Today I am thankful for hesitation. When we hesitate, we afford ourselves time to think, reflect, and respond to situations rather than react. This week, hesitation helped me from getting into a power struggle, and ultimately damaging a relationship.

After two days of working with a great group in Pennsylvania, I returned home quite late, and discovered Micah had not gotten home yet. Being after his curfew, I waited up, dwelling on the fact I needed to sleep since I would be leaving for work six hours from that time. When Micah got home, we had a very brief unfortunate exchange before I hesitated and said, “Let’s talk about this tomorrow.” Fortunately, after a night of sleep, rest and reflection, he apologized, I apologized, and we worked through the concern.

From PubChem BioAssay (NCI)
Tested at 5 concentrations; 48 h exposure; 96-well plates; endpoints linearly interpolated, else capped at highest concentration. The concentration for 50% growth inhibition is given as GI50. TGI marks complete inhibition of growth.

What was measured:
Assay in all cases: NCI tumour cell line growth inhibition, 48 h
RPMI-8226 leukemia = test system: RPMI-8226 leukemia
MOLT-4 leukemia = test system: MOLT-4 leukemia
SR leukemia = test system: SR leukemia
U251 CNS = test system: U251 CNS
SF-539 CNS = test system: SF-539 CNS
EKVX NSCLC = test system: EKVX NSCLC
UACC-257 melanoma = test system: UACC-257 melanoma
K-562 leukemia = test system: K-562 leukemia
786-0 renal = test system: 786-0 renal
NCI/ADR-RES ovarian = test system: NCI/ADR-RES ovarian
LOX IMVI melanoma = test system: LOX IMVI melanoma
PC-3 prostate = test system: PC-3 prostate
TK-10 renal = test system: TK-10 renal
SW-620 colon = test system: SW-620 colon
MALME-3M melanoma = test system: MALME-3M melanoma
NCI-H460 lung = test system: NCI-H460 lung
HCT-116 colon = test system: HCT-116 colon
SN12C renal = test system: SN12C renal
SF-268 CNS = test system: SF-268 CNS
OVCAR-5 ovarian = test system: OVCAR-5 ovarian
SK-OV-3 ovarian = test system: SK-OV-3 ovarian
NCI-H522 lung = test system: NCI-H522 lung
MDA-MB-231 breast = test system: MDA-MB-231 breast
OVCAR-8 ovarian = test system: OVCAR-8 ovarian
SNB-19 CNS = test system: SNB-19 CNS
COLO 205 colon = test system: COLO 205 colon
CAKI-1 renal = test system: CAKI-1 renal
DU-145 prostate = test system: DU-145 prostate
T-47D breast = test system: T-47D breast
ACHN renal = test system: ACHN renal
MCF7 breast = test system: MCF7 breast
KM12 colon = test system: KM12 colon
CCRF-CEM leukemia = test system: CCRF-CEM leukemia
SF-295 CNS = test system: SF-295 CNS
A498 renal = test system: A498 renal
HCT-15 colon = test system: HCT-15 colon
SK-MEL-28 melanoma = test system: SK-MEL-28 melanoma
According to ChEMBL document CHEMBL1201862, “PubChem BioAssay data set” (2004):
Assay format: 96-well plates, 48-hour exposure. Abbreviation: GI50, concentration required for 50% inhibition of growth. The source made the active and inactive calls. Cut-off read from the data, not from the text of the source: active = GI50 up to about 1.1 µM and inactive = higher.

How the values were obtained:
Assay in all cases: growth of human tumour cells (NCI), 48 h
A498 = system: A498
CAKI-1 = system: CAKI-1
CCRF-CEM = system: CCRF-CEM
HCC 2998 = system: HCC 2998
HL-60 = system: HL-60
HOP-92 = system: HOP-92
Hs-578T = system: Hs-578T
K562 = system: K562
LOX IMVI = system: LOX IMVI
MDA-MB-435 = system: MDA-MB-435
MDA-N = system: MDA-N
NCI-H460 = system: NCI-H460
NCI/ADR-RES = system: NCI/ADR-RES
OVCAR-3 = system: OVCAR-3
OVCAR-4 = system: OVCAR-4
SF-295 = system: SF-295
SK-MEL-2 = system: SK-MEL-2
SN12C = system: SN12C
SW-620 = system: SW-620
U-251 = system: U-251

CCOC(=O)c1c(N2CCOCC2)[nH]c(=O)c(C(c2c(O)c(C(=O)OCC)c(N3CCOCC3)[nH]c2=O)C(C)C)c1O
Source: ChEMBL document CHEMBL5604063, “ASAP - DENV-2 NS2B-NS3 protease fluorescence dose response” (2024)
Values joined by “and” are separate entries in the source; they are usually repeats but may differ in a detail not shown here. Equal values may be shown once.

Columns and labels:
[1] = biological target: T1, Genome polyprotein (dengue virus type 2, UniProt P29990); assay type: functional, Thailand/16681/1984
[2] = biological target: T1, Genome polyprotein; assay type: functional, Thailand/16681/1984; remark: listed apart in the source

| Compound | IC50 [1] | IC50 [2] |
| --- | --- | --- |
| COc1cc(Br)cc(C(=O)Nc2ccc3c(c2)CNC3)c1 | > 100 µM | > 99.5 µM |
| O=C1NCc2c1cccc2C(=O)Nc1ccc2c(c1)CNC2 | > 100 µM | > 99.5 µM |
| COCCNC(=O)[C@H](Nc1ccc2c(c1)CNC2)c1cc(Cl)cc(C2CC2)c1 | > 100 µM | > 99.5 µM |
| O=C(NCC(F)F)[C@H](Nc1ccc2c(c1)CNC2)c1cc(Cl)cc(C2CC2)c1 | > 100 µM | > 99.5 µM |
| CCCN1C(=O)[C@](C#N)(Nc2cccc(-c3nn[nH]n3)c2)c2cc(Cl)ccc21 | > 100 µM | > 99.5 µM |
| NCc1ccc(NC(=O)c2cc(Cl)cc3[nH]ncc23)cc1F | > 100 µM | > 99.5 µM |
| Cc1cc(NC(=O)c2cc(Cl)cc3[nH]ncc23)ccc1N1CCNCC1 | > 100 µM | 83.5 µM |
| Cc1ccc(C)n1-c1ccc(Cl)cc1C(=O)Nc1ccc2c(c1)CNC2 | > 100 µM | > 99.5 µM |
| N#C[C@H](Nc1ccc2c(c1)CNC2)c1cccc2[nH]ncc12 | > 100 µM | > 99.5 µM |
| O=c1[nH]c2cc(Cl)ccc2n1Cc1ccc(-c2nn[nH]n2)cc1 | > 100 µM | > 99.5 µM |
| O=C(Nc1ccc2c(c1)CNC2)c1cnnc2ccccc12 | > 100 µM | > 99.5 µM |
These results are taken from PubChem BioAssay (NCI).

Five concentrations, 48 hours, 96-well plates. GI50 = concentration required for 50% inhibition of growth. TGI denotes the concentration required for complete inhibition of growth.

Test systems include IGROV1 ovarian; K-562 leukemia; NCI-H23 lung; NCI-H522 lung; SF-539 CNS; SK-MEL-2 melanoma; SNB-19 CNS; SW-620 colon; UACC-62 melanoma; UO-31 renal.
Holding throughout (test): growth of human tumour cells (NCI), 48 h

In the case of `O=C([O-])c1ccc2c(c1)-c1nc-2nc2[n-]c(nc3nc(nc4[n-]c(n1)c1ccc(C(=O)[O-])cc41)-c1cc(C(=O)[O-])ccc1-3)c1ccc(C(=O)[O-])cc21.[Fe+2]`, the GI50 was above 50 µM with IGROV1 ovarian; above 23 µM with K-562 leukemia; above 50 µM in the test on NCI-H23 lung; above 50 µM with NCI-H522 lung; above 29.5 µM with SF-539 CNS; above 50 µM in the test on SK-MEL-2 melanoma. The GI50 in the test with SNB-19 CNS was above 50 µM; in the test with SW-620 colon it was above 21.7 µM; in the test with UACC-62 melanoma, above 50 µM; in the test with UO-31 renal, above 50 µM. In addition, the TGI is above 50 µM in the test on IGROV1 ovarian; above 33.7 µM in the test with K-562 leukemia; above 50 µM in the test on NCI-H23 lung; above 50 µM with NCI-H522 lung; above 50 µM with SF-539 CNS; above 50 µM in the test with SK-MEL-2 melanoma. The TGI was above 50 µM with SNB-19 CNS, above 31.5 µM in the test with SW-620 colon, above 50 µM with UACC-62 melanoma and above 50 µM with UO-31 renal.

What is the lesson? Timing. When you address behavior is just as important as how you address it. Parents, don’t ask about your child’s behavior the second you pick him or her up from school. Don’t ask to see the behavior folder right away. Press “pause” and let the dust settle. Behavior concerns can be addressed later in the evening when our children aren’t in “fight or flight” mode.

Of course, this theme of “step away” is woven through many of my posts, so teachers and parents, alike, remember, you can’t reason with an unreasonable person. If unsure about how information will be received, step back, hold that thought, and talk at a neutral time. By doing so, you will not only be in a better position to create behavior change, but if handled well, you will also strengthen a relationship in the process.